desire for violent revenge that could not be mustered without a careful
  propaganda plan deployed over decades.  by refusing to consider parts of
  the history of a period during which atrocities were committed, we don't
  really know how they came to be committed, and that's the only thing we
  can use them for after the fact.  we can mourne and all that, but those
  who were not part of it, have a duty to prevent it from happening again,
  and if that means ignoring the insane wailing from people who are unable
  to deal with the facts that this atrocity had a history and a development
  that could be reinvoked only with people who are unaware of the history,
  so be it.  there are just too many people who exaggerate the importance
  of just about anything that we can believe them to be right without being
  careful when assessing the complainer's sense of proportions.

  a conservative estimate of the number of people who would die during a
  period of five years after only _half_ of the electronic infrastructure
  in the United States had collapsed is 30 million people.  this is part of
  unclassified disaster planning that surfaced because of the Y2K scare,
  and it has been published widely by scaremongers that a decimation, in
  the technical meaning of 10% loss, of the population is considered a
  tolerable loss.  if such an event should be caused by the pathological
  competetiveness of one man who has cut so many corners as to have very
  little left to stand on, with a whole company and culture who adore him,
  who are the people who would work _against_ securing a future where this
  does _not_ happen?  why does Erann Gat have to label this paranoid
  delusions simply because he doesn't understand the need for contingency
  planning and securing the removal of the option of atrocity?  are lawyers
  suffering from paranoid delusions when they write up contracts that
  specify how to deal with several really bad situations?  of course not.
  it is clear that the American people are just as unable to think about
  the future and The Road Ahead (a really retarded book by Bill Gates), as
  interbellum Germans faced with explicit rhetoric, and just as willing to
  be subjected to propaganda of the same kind.

  am I thereby reducing any tragedies or atrocities?  no, damnit, I'm
  trying to show how the attitudes that made it possible for them to become
  reality are still among us, and the worst of them is complacency and the
  rampant stupidity that goes with "they're German, don't mention the war".
  we can't hide from history, but we can forget, and if we only remember
  the horrors and not how they came to be, we stand unprepared in the face
  of the next horror.  we must get over the horrors and prevent the next.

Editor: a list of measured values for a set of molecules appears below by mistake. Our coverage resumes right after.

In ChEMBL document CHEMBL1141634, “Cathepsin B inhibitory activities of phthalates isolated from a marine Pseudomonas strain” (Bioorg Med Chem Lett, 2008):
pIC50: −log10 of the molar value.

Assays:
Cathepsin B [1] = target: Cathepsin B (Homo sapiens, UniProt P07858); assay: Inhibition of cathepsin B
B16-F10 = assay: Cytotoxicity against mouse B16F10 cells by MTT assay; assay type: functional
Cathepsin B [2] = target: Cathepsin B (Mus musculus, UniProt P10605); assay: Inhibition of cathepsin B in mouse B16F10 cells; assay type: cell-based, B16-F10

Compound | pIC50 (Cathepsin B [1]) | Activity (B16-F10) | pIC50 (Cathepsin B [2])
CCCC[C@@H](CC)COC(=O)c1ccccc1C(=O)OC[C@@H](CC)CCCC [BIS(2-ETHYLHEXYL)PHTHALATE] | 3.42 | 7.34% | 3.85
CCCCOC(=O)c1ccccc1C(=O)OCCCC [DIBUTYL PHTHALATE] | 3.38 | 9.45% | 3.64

this is not reducing their importance, it's _using_ their importance to
  productive ends: to ensure that equally destructive-minded people don't
  get a chance to put their ideas into reality.

  those who stepped up to warn people in the early 1930's were ridiculed by
  the dolts who saw only the positive effects and the positive rhetoric.
  Microsoft's collapse is no more than 5 to 10 years away, and Bill Gates
  is already reaching out to take control over companies and technologies
  that will survive Microsoft.  I think the collapse could go largely
  unnoticed by the users, because all the products will have competing
  products on other platforms that can run on the same hardware, but there
  are a few signs to indicate that Bill Gates wants it to be otherwise: the
  drive to move most of the software in that used to be located in
  peripheral equipment is intensified such that manufacturers are pressured
  to make drivers availbale only for Microsoft operating systems and not
  disclose their specifications so others can make drivers for other
  operating systems, which means that people will lose their hardware
  investments when leaving Windows.  Microsoft is all about this kind of
  control and the consequences of too much control in too few hands should
  be well known by anyone who has even the slightest interest in history,
  even if they feel terribly threatened by comparisons with their favorite
  horrors.  I'm not saying we should ignore the scars left on our psyche by
  tragedies, but neither should we obsess about them so much that we get
  paralyzed whenever something similar appears, or deny similarity because
  that awakens the suppressed pain and angst and whatever.

  I just wish some people could quit being so hysterical and instead of
  defending their personal issues could understand the argument.  that
  would help us avoid derailing discussions.  if the argument is obscured
  by their own emotional responses, I suggest those who just _have_ to go
  bananas do it nicely by asking for a restatement of the argument, without
  including innuendo, accusations, assumptions, etc, etc, which would so
  rude as to render any argument about the value of politeness ridiculous.
  thanks in advance.